Thursday, February 12, 2015

The infamous Swedish laundry room

Expats love to talk about the Swedish laundry room situation.

There are tons of blog posts and comments in Facebook groups about the rearing of the collective Swedish passive aggressiveness in the form of snide handwritten notes left for co-users of the communal laundry rooms to chastise one another for stealing times or leaving the laundry room in an untidy state.

(Sometimes it goes beyond passive aggressiveness, though, as there are actually a significant number of police reports every year relating to laundry room threats and violence!)

I never had a problem with it (in fact I was fairly enamored with the whole situation), probably because when we lived in Hammarby Sjöstad our laundry room was accessed via electronic key so only the person who had booked the room could enter during their allotted time. Even though there was a little note-jotting area with pens, pencils and Post-its, I never once left, came across, or received a note.

Then we moved to Vasastan, and here our laundry room is accessed via a normal key, meaning even if you haven't booked a time, you can enter.

And therein lies the gateway to...situations.

Meaning that last week I hit another Swedish milestone: the leaving of a laundry room note and the partaking in of an argument. In Swedish.

I had booked my usual 11AM-2PM slot and when I unlocked the laundry room door at 10:59AM the first thing I heard was the sound of washing machines going. I checked the three machines—all of them were in use and all of them had another 20 minutes to go. I began to get angry, having just lugged down our 10 days worth of laundry and knowing I'd have to carry it all back up and then down again in 20 minutes.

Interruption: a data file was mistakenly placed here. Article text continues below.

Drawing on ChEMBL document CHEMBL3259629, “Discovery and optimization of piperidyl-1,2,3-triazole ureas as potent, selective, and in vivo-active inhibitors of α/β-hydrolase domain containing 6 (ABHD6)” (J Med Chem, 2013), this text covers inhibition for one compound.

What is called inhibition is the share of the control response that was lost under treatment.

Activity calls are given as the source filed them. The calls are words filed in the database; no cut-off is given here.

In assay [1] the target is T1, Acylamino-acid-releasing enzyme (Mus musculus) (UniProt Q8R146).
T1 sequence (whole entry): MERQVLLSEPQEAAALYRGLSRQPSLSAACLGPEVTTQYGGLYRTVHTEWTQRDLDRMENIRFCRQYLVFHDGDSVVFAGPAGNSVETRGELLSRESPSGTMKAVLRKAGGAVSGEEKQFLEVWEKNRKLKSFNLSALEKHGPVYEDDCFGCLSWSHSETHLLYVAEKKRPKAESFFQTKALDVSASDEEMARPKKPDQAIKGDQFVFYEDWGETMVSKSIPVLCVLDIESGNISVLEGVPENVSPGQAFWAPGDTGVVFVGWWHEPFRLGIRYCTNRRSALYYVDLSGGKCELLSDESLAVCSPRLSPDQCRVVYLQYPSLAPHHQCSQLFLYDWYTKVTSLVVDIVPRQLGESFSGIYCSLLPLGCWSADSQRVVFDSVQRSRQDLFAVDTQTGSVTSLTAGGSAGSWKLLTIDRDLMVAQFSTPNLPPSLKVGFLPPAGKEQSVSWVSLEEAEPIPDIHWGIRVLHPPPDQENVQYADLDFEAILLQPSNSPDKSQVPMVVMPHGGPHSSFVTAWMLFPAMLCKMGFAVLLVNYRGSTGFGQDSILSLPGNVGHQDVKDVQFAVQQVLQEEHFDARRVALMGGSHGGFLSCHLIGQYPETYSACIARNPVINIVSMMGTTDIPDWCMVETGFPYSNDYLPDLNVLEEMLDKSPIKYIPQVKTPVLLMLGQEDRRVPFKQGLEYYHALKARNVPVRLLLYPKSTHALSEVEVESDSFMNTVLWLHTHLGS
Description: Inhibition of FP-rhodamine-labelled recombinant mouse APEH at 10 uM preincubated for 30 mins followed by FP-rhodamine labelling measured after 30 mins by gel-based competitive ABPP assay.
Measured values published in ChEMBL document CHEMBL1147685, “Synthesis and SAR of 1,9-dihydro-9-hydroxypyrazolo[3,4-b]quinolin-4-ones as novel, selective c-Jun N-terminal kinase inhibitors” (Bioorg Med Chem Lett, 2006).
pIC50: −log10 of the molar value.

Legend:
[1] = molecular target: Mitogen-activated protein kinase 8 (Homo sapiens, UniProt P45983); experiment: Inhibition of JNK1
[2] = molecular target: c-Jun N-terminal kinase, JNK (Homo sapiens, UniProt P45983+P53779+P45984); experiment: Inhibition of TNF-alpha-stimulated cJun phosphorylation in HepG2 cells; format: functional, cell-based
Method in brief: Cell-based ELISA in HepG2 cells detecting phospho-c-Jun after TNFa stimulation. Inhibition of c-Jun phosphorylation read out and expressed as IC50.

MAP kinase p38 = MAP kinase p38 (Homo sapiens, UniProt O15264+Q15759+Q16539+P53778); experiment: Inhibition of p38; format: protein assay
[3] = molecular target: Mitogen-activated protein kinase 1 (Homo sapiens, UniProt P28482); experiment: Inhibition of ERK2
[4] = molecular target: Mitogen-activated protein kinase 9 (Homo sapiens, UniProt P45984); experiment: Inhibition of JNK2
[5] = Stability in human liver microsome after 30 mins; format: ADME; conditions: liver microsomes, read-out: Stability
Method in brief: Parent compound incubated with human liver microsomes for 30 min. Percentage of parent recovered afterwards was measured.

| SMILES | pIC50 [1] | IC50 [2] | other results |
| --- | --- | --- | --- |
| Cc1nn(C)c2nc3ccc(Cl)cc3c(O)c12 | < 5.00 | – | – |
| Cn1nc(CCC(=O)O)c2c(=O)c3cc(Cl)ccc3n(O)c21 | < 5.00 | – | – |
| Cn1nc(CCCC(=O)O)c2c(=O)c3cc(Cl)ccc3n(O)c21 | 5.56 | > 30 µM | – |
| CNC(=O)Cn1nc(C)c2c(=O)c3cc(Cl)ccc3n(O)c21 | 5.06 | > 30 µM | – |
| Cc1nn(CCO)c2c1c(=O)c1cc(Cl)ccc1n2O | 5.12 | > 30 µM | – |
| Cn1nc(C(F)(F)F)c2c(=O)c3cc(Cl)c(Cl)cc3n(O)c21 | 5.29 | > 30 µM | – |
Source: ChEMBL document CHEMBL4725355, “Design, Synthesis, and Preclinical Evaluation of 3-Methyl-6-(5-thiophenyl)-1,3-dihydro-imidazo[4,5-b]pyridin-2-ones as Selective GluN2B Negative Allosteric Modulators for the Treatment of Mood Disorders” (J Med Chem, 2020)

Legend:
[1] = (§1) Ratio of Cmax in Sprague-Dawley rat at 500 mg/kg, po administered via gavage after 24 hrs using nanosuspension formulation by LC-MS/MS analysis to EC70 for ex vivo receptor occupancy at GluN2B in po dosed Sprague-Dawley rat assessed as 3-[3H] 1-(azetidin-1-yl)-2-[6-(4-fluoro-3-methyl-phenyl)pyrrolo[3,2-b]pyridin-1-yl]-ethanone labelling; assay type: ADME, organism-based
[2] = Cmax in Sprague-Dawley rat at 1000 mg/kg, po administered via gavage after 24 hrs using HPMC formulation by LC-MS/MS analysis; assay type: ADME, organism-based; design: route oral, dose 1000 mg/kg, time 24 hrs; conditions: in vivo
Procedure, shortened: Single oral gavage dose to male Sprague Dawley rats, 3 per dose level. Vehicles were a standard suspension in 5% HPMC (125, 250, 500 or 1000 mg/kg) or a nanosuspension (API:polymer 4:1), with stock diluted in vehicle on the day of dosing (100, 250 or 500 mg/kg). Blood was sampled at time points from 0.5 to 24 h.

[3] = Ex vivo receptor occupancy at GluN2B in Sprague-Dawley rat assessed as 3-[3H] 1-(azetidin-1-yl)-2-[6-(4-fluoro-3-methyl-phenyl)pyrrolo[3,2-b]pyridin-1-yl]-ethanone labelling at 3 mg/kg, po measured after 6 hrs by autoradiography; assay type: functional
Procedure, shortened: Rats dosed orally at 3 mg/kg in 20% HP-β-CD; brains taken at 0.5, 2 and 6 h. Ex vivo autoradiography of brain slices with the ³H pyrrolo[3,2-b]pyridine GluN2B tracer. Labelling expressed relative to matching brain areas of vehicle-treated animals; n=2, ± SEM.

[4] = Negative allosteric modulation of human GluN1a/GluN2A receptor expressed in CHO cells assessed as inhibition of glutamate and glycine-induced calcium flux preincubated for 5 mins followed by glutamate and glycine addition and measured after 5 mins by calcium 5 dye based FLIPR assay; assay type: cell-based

I checked the board: no one had booked time before me (and even if they had, it wasn't exactly proper etiquette to overlap so egregiously into the next person's time). So, I did what the Swedes do, I went to the message board, grabbed a pen and Post-it, and left a note that said this in Swedish:
"I booked the laundry room for 11AM—you haven't booked any time at all and yet you've taken mine! Now I must wait 20 minutes for you. That's not how it works!"
Not exactly polite, but not rude, either. Just straightforward.

I came down twenty-five minutes later and found an irate man moving his washed clothes to the drying machines. That's right, he was irate with me! He began interrogating me and I tried my best to keep up (all of the arguing was conducted in Swedish and while I can write and read pretty well at a basic level, I rarely speak, so, this was quite a test for me).

Essentially he said we must cooperate and work together, I said that's fine, but how is it cooperating if you steal my time and make me wait for you? He said he had booked a time and I said, where? He showed me on the board—he'd booked the 2PM-5PM slot, upon which I asked him what time it was now (11:25AM). He huffed and puffed and slammed his way out.

After our altercation I was fuming, even more so because I knew that the drying machines take longer than the washing machines and I'd have to wait yet again for him, but when I came down again 32 minutes later, he was already there meekly removing his things from the dryer. We didn't chit chat, but he did say he'd hurry up the pace so I could use the machines immediately.

I've no idea what calmed his temper (comparatively), but through the entire ordeal he never once apologized to me.

But I still felt slightly vindicated. And Swedish.

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One year ago: The waiting game and spilt milk
Two years ago: Monday meanders: 6 & Hurraw! lip balms & Tape, red or otherwise

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